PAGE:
At the beginning of the show, Seacrest reminds us that the three judges used their one and only save of the season on Casey Abrams last week. “Now that the save is gone, the drama’s about to double, because we lose not one, but two people tomorrow,” he warns about tonight’s elimination round.
But before all that, the Top 11 are off to a glam Entertainment Weekly photo shoot, where they are to soak up a bit of Elton’s style panache.
Yes, there’s really only one standout this week, and that’s simply by comparison to the other snoozy performances. James Durbin comes out and does his rocker thing with what is probably Elton John’s most rockin’ single from the ’70s: “Saturday Night’s Alright For Fighting.” (If only he had done Goodbye Yellow Brick Road‘s opening jam, “Love Lies Bleeding,” it might have actually kicked things up a notch.) There are flames. There are screams. And there is James on top of a piano.
We’re throwing pretty much everyone in the So-So category this week: Scotty McCreery for his obvious take on “Country Comfort”; Naima Adedapo for her just-okay reggae reworking of “I’m Still Standing”; Pia Toscano for playing it safe with “Don’t Let The Sun Go Down On Me” (which we thought she struggled with, but the judges loved); Lauren Alaina for her low-watt attempt at “Candle In The Wind” (her dress was more memorable than the singing, we’re afraid); and Thia Megia for a just-passable stab at “Daniel.”
Two contestants who are slightly more memorable than the rest are Jacob Lusk and Haley Reinhart. Jacob goes with John’s somber ballad “Sorry Seems To Be The Hardest Word” because he’s familiar with Mary J. Blige’s cover version. The gospel crooner employs his usual flare for drama and soaring vocals, but it’s nowhere near as electrifying as his take on “You’re All I Need To Get By” was last week.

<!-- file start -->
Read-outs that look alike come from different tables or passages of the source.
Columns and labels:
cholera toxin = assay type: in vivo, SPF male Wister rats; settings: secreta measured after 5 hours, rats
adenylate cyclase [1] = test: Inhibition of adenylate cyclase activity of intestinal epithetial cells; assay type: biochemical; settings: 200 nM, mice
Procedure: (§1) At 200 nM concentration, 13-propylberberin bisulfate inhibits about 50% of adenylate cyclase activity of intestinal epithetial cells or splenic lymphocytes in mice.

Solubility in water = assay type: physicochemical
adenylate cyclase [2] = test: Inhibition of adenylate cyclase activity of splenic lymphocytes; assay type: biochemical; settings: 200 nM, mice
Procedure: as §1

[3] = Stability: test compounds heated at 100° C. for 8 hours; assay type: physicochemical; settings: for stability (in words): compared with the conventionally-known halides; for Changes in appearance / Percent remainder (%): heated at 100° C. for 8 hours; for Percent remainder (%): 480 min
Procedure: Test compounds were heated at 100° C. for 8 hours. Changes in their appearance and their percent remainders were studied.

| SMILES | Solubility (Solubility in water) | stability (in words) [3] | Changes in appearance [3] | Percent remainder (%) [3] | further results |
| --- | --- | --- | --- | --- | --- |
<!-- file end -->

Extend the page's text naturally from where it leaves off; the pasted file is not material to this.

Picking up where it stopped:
As for Haley, like Randy points out, she delivers her best performance so far with her smoky, sexy version of “Bennie And The Jets.” But while we have to give her props, we also can’t help thinking that, since two unlucky folks are going home after tonight, she might be in danger.
Meanwhile, Casey Abrams now has a new lease on AI life. On the advice of producer Rodney “Darkchild” Jerkins, he decides to trim his beard. Though, really, Rodney kind of tells Casey to lose the beard altogether, but instead the Idol hopeful just gets it trimmed. Anyway, when he sings Elton’s “Your Song” on stage and his “new look” is revealed, it doesn’t really seem like he had much taken off in the end (other than maybe getting a haircut).
Look, maybe if David Cook, Kris Allen and Lee DeWyze hadn’t won Idol over the past three seasons, respectively, we’d have more tolerance at this point for a happy-go-lucky dude with a bright smile, a guitar pick in his teeth and a dream. Alas, Paul McDonald has yet to do anything remotely interesting in this competition to stand out from the rest of the herd—well, besides wear that white suit embroidered with red flowers twice now. And that whisper thing he does at the end of “Rocket Man” is just irritating.
That brings us to Stefano Langone, who seems to be a permanent resident in the Bottom Three. No need to be alarmed, though—you can rest assured he’ll wind up there again, since his performance of “Tiny Dancer” is absolute dullsville.
THOUGHTS ON THE NIGHT: Two people definitely deserve to go home this week after these lackluster turns from the group. (And, by the way, it feels like there have been 11 contestants for ages now.) Our money is on this evening being the last stand for Stefano and Thia.